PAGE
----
Edited 7/30/17: Thanks to those of you who contacted me off blog and let me know you thought this was a leopard frog. I looked it up and agree that it looks like the Southern leopard frog or possibly the Plains leopard frog. Mystery pretty much solved but if you have a thought as to which type of leopard frog it is, please let me know.

Sunday, July 16, 2017

Decorated Agate Night Lights

While I have talked about my agate slice and nature charm night lights online in other places, I was surprised to see I have never devoted a blog post to them. They have been seen on my blog but only as part of my retired "Thanks for the Treasuries" feature, when they were included in an Etsy treasury. I first tested this product by providing nature charm night lights wholesale to the Arlington Museum of Art's gift shop in the summer of 2014 when they featured an Ansel Adams photography exhibit. The agate night lights were well received and because they sold well, I decided to add some to my EDCCollective Etsy shop after the Ansel Adams exhibit closed.

It is fun to pick an agate slice and figure out what type of scene can be created on it with the various nature charms I have acquired. Some slices have what looks like a horizon line and are fun to add trees and shrubs or critters running across the landscape. Others are less specific and work well with a variety of critters flying across their face. Once I've made the charms suitable for mounting, I fix them on their slice. The agate is then attached to a bracket that then is fixed to a switchable night light base.

These night lights add a decorative touch to any room by day and a welcome low light to navigate by at night when switched on. Keep one in a guest bath or bedroom to make it easy for guests to navigate when they come to visit. I use one in my house whose light can be seen from my front door so that I can leave a small, low energy using light on when I know I will be home after dark. It is nice to have that bit of light to welcome me home without making the electric meter spin as much as a larger light left on would.

Since I started making my nature charm night lights, I have found some more wonderful silhouettes to attach and have added these to both of my Etsy shops. If you subscribe to my newsletter, you have already seen them. If not, you can check out my night light listings at EDCCollective and EclecticSkeptic. I will tell their stories in a later blog post.

Wednesday, July 5, 2017

New Science Geek Gifts

Being a science geek myself, I am always on the lookout for ideas or supplies to inspire new goodies for my science geekery section of my EclecticSkeptic Etsy shop. I was excited to receive a new shipment last week that included items I could use to create math, mythology and science themed items for EclecticSkeptic.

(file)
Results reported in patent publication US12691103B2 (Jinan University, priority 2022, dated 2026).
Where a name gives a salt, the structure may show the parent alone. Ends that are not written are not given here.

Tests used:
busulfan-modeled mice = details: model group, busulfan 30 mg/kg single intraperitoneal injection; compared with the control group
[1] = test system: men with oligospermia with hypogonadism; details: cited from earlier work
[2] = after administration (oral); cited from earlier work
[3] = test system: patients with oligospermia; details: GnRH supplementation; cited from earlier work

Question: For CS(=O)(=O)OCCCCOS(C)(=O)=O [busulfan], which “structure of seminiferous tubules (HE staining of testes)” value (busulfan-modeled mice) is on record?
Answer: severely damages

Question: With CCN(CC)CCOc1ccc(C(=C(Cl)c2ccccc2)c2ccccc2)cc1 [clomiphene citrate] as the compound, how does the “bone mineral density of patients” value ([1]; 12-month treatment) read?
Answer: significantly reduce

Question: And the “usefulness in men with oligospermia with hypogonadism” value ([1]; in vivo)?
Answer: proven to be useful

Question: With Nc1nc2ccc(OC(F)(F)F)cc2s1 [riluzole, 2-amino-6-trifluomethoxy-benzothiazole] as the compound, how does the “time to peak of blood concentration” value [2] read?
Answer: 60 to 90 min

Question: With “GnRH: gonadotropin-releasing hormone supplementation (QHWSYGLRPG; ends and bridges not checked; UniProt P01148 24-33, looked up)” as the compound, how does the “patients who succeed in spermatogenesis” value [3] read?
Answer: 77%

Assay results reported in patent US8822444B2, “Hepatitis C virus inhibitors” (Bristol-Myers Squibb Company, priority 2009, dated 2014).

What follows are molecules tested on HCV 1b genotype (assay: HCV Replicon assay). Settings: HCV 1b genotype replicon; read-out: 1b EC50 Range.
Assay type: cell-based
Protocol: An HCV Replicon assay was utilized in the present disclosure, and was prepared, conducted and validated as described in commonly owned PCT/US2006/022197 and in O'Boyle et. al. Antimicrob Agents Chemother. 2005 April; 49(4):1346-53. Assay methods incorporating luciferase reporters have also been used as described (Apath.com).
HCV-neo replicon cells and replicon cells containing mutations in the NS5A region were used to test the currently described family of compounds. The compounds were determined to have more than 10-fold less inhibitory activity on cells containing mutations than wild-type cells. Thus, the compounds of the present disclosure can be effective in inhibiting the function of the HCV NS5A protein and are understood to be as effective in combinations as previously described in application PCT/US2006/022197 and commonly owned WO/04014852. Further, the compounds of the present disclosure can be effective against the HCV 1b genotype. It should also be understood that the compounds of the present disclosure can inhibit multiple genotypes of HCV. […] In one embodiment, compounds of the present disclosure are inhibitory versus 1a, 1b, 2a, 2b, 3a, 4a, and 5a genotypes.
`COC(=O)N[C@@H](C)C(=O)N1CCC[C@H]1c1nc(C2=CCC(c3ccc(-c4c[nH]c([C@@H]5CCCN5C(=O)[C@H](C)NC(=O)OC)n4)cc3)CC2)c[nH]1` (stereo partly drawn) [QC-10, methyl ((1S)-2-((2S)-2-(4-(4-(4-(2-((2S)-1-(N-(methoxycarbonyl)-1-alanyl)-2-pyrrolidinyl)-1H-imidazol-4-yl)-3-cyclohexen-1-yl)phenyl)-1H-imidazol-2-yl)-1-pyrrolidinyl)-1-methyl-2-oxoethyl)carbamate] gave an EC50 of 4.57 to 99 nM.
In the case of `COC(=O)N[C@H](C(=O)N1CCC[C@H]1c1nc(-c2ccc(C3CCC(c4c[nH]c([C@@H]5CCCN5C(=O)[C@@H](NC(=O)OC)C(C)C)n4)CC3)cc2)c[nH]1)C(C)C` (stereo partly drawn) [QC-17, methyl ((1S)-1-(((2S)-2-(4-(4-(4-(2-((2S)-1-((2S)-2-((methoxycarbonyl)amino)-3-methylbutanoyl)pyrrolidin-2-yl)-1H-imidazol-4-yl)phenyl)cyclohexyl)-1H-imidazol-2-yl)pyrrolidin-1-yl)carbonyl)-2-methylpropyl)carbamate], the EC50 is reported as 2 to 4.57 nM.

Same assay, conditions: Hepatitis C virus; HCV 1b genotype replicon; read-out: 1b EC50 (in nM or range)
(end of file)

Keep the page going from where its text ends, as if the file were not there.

The science themed items will thrill dinosaur buffs. I have already added two new listings. The first item I made and listed was a pair of gold plated ceratopsian dinosaur post earrings with a lapis lazuli dangle. I also have silver plated available and lots of different gemstones that I can make dangles with. Contact me if you have a specific gemstone or pearl request.

The second item I listed was a sauropod necklace. I love the colorful dino teardrop pendants. The teardrop bezels are antiqued brass plated and I thought a thin, black satin cord necklace finished off with the same color findings would be a perfect pairing. If you prefer a different length necklace, contact me to create a custom length piece for you.

Stay tuned for T. rex earrings or contact me about them.

Tuesday, June 27, 2017

Artist Spotlight - Ecuadorian Artisan Coop

Recently several entities in Arlington teamed up with the Santa Fe International Folk Art Market to bring the concept to Arlington. The Arlington show was held on the Green at College Park on the UTA campus earlier this month. Almost three dozen artisans from around the world had a chance to showcase their creations to North Texans and anyone else who showed up for the event. I had a chance to check it out a couple of hours before the market was due to close. I went out of curiosity, not with the intention of buying anything.

That changed when I saw the lovely seed bead work at the booth of La Mega Cooperativa Artesanal de los Saraguros. One necklace in particular caught my eye. It was a collar necklace beaded to look like it was made up of many peacock feather eyes. I decided to look around the rest of the market before determining whether to purchase the necklace or not. It was still there when I got back to the booth so I tried it on. I really liked it but I needed to think if I already had at least one thing in my wardrobe I could pair it with. I decided the necklace should look stunning over a black mock turtle neck of mine. I was happy to make the purchase and help support this artisan coop.

When I got home I tried it on with the shirt I was thinking of and had my husband take a picture of it so I could share it with my readers. When I took it off and was deciding where to store it, I was thinking it was a shame not to have it on display somehow to be able to enjoy it even when I was not wearing it. We have a large red blown glass vase that I thought of as a possible support. I draped the necklace over the vase and they complimented each other wonderfully. We both enjoy getting to see this wearable art more often by displaying it this way.

The original Santa Fe International Folk Art Market is coming up the middle of July in, where else, Santa Fe, New Mexico. They will have many more international artisans there. If you happen to be in the area, it should be a fun event to attend.